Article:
Paying Your Estimated Taxes

You filed an extension for your tax return and it got approved by the IRS, that’s good. You’re probably thinking that with your 3-month or 6-month extension you can take it easy for a few months until it gets closer to your new deadline.

While taking a breather is okay, you’re still not out of the woods yet, my friend.

Your extension may have given you more time to successfully file your tax return, but it doesn’t give you any more time to pay the estimated tax liability you calculated when filing your extension. So, lace up those boots, grab that ax, and make our way to the clearing by paying these taxes.

FACT: For each month or even part of a month your tax return is late, the IRS can charge a penalty of 5% of your unpaid taxes up until you’ve paid 25% of your total unpaid tax. If you happened to be more than 60 days late, you’re looking at paying, at the minimum, $135 or 100% of your total unpaid tax depending on which amount is smaller.

By filing an extension, you dodged this bullet. But the IRS still expects a payment regardless of tax documentation or preparation. Now, your goal is to make an estimated tax payment as soon as possible in order to avoid costly penalties and interest.

“But I can’t pay on time.”

FACT: By filing on time, but not paying on time, the IRS can charge a penalty of just 0.5% of your unpaid tax for each month it’s late.

Just because you think you can’t pay on time doesn’t mean that you shouldn’t file at all. But you already knew that, which is why you filed an extension. Anyway, you’ll want to pay what you can; otherwise, the IRS could opt for more drastic measures like garnished wages, court appearances, or even prison time. If that wasn’t enough motivation, even if the IRS owes you money, you won’t get it until your taxes are completed.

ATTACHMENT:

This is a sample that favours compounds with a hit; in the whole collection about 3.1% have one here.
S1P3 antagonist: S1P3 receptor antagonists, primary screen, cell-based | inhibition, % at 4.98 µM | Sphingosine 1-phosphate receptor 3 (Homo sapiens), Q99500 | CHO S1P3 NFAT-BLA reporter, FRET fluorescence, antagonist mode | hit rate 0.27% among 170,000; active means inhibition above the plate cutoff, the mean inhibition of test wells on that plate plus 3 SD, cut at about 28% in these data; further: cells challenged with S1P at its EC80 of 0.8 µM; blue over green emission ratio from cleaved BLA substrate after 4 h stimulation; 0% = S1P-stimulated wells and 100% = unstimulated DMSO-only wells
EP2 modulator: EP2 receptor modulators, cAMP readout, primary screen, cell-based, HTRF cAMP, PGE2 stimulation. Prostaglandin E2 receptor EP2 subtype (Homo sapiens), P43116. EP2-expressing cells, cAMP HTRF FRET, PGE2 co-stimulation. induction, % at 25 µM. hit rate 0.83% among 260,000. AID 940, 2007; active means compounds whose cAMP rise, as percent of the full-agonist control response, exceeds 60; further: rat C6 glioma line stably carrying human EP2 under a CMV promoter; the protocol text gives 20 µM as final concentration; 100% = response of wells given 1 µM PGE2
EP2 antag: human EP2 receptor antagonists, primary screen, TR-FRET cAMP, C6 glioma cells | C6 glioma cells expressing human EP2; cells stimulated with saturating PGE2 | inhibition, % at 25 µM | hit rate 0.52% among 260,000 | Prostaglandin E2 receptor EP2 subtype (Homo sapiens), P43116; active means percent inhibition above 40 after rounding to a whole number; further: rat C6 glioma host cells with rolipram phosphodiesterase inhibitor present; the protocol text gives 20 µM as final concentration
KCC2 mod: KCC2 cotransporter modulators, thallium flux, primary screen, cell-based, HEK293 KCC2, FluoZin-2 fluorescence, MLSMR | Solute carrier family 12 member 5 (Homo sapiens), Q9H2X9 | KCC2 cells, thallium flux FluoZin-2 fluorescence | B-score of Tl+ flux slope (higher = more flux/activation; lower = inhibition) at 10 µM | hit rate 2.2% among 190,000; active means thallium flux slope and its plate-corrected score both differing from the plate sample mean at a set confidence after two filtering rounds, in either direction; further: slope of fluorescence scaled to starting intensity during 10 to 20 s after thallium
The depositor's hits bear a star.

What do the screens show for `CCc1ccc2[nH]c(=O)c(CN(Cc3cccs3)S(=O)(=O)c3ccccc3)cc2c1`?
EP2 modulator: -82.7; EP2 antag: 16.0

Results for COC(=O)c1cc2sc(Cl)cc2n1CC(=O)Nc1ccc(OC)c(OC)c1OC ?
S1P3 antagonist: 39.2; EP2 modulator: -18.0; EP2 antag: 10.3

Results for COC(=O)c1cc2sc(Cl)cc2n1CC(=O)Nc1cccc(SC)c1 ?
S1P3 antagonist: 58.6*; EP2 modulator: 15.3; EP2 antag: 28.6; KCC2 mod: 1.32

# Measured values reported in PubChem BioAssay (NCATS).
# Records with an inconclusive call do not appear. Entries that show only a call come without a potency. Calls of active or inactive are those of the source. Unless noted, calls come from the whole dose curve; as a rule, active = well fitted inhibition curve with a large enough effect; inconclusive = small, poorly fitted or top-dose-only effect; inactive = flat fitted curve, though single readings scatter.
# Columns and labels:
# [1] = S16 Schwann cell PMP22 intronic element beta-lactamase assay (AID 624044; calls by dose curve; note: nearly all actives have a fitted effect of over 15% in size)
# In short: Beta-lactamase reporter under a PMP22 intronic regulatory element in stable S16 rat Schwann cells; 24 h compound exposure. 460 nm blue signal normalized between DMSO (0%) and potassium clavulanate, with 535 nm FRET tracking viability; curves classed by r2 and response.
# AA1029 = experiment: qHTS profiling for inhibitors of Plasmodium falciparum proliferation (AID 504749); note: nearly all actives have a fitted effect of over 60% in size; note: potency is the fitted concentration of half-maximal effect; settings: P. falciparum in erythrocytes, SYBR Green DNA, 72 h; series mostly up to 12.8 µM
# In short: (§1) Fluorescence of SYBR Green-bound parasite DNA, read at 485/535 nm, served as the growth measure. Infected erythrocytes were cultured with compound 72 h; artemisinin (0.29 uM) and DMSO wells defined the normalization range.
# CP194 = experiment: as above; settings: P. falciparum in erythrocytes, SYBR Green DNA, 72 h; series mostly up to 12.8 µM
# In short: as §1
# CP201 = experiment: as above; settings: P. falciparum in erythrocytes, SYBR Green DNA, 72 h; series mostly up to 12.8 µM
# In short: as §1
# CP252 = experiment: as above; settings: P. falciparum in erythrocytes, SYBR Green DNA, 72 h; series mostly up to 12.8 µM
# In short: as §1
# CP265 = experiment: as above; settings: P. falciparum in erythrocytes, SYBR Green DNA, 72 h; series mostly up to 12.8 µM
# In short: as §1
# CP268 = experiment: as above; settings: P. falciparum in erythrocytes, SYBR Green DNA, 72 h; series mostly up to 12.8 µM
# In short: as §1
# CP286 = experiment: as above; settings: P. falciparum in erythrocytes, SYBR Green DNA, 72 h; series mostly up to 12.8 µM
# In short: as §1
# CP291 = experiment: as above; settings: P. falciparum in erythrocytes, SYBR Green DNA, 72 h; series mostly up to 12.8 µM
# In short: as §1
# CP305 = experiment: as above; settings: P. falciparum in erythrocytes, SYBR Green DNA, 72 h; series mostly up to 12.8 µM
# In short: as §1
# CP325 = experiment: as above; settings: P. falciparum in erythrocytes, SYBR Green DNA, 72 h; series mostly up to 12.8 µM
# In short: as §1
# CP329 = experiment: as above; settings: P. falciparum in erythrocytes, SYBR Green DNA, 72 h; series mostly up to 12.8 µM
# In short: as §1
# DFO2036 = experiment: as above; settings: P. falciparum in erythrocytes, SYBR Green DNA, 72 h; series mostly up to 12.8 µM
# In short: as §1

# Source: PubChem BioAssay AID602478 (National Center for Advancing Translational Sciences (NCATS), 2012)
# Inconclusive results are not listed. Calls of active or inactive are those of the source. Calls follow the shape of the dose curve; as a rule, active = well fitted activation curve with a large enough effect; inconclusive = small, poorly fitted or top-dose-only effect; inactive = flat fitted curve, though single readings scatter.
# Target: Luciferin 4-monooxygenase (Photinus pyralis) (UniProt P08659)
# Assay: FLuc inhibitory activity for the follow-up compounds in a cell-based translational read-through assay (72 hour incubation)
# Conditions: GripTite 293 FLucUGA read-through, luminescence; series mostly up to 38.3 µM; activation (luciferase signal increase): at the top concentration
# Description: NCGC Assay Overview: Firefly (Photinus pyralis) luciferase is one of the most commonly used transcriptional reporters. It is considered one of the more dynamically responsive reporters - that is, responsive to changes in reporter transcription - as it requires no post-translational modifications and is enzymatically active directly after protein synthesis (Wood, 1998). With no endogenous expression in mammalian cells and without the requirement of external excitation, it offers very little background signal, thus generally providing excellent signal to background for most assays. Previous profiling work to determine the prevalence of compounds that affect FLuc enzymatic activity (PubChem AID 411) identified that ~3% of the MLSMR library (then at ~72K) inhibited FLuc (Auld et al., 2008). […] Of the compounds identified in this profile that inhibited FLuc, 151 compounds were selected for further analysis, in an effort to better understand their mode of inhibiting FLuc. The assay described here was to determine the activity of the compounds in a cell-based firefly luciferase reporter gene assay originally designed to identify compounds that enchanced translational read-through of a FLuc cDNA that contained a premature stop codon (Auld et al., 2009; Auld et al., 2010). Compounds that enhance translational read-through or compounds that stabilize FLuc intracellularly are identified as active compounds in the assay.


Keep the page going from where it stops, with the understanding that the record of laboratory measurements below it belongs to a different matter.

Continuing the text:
FACT: Until your returns are filed, the 3-year Statute of Limitations period for the start of an IRS audit never begins.

You can’t be looked at by the IRS until your taxes have been completed. And, in this case, or any case for that matter, that’s not good at all.
For example, your delayed taxes of 2013 could be the reason of an audit back in 2010. To make matters even worse, you may have to still pay interest and penalties if the IRS finds you owed in 2010.

“Are there any ways to pay?”

With all this talk of penalties and consequences, you probably feel trapped in the thick of the woods. Fear not, the clearing is closer than you may think.

FACT: The IRS offers payment plans including a short term extension to pay and long-term installment plans.

You can set up a monthly repayment plan by submitting a Form 9465, Installment Agreement Request, to the IRS. What makes this form your mightiest of axes is that it allows you to make your own monthly amount and repayment terms.

For owed amounts less than $10,000 and a repayment period of 36 months or less, approval is automatic; debts less than $50,000 can be processed and completed online and, for debts greater than $50,000, additional forms and documentation must be submitted. Visit for further details.

Out of the thicket and into the clear, no matter how you work with the IRS, it’s best to file the right forms and show good faith towards paying your taxes. If you have yet to file an extension for your tax return, ExpressExtension makes e-filing simple and quick. By e-filing with ExpressExtension, you can also pay your estimated tax due at the same time; payment is accepted online by Electronic Funds Withdrawal (EFW) using your checking or savings account information.

For any assistance in e-filing your extension, call, email, or chat with our live professionals.

Phone: (803) 514-5155 (Monday-Friday, 9am-6pm Eastern Standard Time)

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